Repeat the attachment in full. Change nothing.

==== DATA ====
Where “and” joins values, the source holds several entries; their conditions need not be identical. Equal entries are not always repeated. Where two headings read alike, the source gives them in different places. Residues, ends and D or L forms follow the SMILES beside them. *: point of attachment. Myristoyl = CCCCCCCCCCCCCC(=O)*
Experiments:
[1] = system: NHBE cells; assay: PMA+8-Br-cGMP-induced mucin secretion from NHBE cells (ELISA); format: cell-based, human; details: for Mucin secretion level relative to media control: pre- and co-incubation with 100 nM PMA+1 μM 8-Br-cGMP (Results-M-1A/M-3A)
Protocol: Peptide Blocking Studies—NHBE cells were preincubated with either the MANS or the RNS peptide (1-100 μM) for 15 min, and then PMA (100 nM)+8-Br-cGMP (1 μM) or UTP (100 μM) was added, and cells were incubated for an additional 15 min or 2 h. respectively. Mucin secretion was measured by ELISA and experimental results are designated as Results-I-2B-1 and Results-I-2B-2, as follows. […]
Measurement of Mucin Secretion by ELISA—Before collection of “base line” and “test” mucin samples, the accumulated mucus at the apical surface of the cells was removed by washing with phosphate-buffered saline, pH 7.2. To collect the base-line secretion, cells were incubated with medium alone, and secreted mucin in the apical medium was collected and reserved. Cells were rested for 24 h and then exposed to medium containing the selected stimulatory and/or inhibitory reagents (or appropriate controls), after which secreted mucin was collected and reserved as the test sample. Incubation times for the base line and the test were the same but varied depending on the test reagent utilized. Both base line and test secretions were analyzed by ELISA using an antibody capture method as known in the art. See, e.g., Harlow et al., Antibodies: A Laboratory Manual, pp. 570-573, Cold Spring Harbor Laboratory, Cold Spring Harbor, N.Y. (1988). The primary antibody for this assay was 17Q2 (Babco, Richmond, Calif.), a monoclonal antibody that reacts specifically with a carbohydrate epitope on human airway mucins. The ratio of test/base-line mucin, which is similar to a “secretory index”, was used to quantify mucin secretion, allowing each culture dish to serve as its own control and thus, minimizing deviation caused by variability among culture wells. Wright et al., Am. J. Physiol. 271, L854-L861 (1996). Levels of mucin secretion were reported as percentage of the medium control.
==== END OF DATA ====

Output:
Where “and” joins values, the source holds several entries; their conditions need not be identical. Equal entries are not always repeated. Where two headings read alike, the source gives them in different places. Residues, ends and D or L forms follow the SMILES beside them. *: point of attachment. Myristoyl = CCCCCCCCCCCCCC(=O)*
Experiments:
[1] = system: NHBE cells; assay: PMA+8-Br-cGMP-induced mucin secretion from NHBE cells (ELISA); format: cell-based, human; details: for Mucin secretion level relative to media control: pre- and co-incubation with 100 nM PMA+1 μM 8-Br-cGMP (Results-M-1A/M-3A)
Protocol: Peptide Blocking Studies—NHBE cells were preincubated with either the MANS or the RNS peptide (1-100 μM) for 15 min, and then PMA (100 nM)+8-Br-cGMP (1 μM) or UTP (100 μM) was added, and cells were incubated for an additional 15 min or 2 h. respectively. Mucin secretion was measured by ELISA and experimental results are designated as Results-I-2B-1 and Results-I-2B-2, as follows. […]
Measurement of Mucin Secretion by ELISA—Before collection of “base line” and “test” mucin samples, the accumulated mucus at the apical surface of the cells was removed by washing with phosphate-buffered saline, pH 7.2. To collect the base-line secretion, cells were incubated with medium alone, and secreted mucin in the apical medium was collected and reserved. Cells were rested for 24 h and then exposed to medium containing the selected stimulatory and/or inhibitory reagents (or appropriate controls), after which secreted mucin was collected and reserved as the test sample. Incubation times for the base line and the test were the same but varied depending on the test reagent utilized. Both base line and test secretions were analyzed by ELISA using an antibody capture method as known in the art. See, e.g., Harlow et al., Antibodies: A Laboratory Manual, pp. 570-573, Cold Spring Harbor Laboratory, Cold Spring Harbor, N.Y. (1988). The primary antibody for this assay was 17Q2 (Babco, Richmond, Calif.), a monoclonal antibody that reacts specifically with a carbohydrate epitope on human airway mucins. The ratio of test/base-line mucin, which is similar to a “secretory index”, was used to quantify mucin secretion, allowing each culture dish to serve as its own control and thus, minimizing deviation caused by variability among culture wells. Wright et al., Am. J. Physiol. 271, L854-L861 (1996). Levels of mucin secretion were reported as percentage of the medium control.